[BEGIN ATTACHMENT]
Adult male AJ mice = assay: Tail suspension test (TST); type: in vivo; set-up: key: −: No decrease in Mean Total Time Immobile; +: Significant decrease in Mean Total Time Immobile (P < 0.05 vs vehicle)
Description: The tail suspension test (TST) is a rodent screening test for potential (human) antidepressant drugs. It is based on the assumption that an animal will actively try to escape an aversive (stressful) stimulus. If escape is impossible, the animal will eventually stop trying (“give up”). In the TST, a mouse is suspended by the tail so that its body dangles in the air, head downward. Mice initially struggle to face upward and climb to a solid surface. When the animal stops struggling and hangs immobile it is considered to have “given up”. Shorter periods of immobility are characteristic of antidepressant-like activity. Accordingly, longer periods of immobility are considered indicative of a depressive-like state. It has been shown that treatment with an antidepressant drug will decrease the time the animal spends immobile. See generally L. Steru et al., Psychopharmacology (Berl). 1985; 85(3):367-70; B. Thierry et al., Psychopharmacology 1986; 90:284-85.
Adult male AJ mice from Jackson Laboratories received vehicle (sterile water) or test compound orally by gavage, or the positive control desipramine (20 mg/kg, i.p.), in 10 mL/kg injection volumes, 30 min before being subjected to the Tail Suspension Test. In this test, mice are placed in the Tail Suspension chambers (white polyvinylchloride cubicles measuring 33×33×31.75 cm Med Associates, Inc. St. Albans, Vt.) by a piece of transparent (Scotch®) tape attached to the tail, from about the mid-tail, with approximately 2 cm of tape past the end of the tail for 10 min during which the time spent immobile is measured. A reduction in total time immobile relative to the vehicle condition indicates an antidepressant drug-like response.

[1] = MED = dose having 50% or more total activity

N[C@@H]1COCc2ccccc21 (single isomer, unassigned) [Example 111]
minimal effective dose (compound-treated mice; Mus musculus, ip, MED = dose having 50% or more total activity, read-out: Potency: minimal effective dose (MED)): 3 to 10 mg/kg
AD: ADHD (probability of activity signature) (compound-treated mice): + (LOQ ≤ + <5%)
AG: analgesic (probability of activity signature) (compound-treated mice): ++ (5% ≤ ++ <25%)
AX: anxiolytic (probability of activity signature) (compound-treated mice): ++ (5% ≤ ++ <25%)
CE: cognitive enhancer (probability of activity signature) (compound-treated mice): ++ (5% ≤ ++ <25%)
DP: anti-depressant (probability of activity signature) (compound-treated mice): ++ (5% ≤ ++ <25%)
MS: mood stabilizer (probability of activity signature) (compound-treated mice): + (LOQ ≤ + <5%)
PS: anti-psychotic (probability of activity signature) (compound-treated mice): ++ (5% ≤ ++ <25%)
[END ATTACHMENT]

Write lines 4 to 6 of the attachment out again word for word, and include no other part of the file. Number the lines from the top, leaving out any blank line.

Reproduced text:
[1] = MED = dose having 50% or more total activity

N[C@@H]1COCc2ccccc21 (single isomer, unassigned) [Example 111]
minimal effective dose (compound-treated mice; Mus musculus, ip, MED = dose having 50% or more total activity, read-out: Potency: minimal effective dose (MED)): 3 to 10 mg/kg